You know the story well.
A young, otherwise fit and healthy, patient complaining of non specific chest pain, shortness of breath and/or palpitations. Maybe this is their first presentation to your emergency department, or maybe they came to see you many times before. Maybe they already saw their family doctor, and maybe they had some further work up and were even put on some medication.
So, here they are. They go thru triage and have an ECG. And you know that this is not some weird and rare cardiac case. You know this is anxiety. Depending on how busy and stressed you are, you might approach them in various ways. Maybe you’ll even brush them off, because you don’t have time for non life threatening nonsense. “Your ECG is OK, you can go now, and see your family doctor if you have any further problems.”
Sure, to us in emergency department anxiety is not sexy or important like pulmonary embolism, septic shock, broken bones, etc. But it is quite a big deal to the patient in front of us. Going into a full blown panic attack can be quite scary. It feels absolutely real to those in it, whatever it might look to us from the outside. Not to mention the huge impact such disorders can have on people’s everyday lives. Emergency department might not be the best place to deal with such problems and you might feel like the other parts of the healthcare system have failed you and the patient. But you and the patient are together here and now. Are you going to utilize this encounter to their advantage?
I truly believe that every patient encounter is an opportunity. Opportunity to educate, to do some good, to get the ball rolling in the right direction. So I do two things with such patients. I communicate honestly and give them advice, including a smartphone application.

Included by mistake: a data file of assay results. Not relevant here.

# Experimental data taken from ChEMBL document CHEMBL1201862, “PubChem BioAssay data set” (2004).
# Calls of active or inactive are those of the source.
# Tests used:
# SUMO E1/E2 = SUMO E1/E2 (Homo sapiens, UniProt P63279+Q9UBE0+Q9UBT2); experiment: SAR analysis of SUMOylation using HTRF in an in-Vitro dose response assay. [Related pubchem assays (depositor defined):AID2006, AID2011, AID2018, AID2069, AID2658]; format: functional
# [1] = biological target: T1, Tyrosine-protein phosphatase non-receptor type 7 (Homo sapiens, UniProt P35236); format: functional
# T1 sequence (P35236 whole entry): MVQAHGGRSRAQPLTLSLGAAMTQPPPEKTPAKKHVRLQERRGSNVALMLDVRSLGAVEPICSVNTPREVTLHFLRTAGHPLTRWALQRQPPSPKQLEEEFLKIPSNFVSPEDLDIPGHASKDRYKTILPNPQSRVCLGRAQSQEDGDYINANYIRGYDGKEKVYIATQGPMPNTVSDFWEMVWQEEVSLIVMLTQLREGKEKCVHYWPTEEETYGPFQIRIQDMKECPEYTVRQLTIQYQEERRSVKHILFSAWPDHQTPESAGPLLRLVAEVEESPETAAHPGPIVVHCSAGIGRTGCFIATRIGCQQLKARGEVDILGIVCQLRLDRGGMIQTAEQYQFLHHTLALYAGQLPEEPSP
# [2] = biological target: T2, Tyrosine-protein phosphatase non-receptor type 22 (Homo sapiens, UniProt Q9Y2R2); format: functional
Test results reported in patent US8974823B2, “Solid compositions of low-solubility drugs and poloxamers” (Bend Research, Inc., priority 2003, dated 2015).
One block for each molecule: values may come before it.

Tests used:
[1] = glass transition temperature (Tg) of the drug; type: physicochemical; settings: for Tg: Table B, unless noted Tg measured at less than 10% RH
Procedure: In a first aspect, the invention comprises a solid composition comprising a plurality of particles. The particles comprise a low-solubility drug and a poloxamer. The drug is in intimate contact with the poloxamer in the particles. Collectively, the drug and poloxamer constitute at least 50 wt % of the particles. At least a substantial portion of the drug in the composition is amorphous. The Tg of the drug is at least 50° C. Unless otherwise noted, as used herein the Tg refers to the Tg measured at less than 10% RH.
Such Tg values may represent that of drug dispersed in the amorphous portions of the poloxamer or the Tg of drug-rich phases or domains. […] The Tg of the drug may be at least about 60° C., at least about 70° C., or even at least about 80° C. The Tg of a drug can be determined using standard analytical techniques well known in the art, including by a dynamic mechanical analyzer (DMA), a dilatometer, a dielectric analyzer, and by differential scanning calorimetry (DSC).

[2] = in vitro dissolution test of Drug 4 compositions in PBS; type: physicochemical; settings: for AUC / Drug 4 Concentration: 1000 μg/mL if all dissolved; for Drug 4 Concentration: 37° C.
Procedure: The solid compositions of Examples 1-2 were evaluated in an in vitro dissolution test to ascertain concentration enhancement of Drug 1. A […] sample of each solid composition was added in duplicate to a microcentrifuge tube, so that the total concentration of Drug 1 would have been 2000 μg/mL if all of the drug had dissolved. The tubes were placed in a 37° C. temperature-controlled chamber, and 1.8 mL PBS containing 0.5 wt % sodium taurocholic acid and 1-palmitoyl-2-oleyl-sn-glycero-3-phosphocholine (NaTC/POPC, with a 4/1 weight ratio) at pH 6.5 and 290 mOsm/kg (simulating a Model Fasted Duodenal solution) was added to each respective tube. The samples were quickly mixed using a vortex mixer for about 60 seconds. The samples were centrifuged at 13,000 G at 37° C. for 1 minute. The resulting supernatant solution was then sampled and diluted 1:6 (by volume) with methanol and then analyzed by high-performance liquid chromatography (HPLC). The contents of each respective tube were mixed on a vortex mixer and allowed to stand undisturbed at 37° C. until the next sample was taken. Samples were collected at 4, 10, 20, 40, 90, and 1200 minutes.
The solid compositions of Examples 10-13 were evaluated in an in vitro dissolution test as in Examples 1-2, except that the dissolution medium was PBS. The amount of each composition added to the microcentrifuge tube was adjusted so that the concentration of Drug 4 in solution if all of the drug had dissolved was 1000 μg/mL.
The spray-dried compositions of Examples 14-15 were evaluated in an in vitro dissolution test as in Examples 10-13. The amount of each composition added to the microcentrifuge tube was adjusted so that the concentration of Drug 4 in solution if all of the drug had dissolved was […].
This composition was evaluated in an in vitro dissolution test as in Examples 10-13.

Such patients can be in various stages of how they perceive their problem and how receptive they’re to your advice. Some are still 100% convinced they have heart disease and are not open to any other options, but others are starting to realize or are fully aware that there is something else at play here. Nevertheless, I always believe that being honest is the way to go. It might actually be very refreshing to the patient to hear what you really think, because often other healthcare professionals beat around the bush. It seams these days some are still afraid to express their opinions to patient, like there is still some stigma about various diseases, including anxiety and panic attacks. So regardless if they consciously think that this is something they want or do not want to hear, I tell them my opinion. I plant the seed, I start the acceptance and the healing process. I do not feed their anxiety. Because the sooner they expose it, the sooner they accept it, and the sooner they can start dealing with it.
As for the advice part, I focus on teaching them how to contain the anxiety and stop its progression into a panic attack. I quickly teach them a couple of breathing exercises that will make their mind busy and more focused, as well as slow their breathing and subsequently heart rate. Read about tactical breathing to learn more.
And it is during this time that I usually notice that they carry a shiny and new smartphone. Aha! They are never more than 2 feet away from this thing, so why not use it as a tool to help their anxiety.
You might be surprised with the number of anxiety controlling apps out there. Healthline brings an overview of 15 different ones.
They can help patients track their anxiety, keep it at bay or combat it when it starts building up. Most of these apps will guide the user thru relaxation exercises, including meditation or hypnosis like states.
Here are two of my favourites among many to try. Both have been very popular on app stores and highly praised for their design and user interfaces.
Invest a bit of time with these patients, it is worth it.
And think about using these apps for your benefit as well. Why not relax and focus while taking a break during your busy shift.
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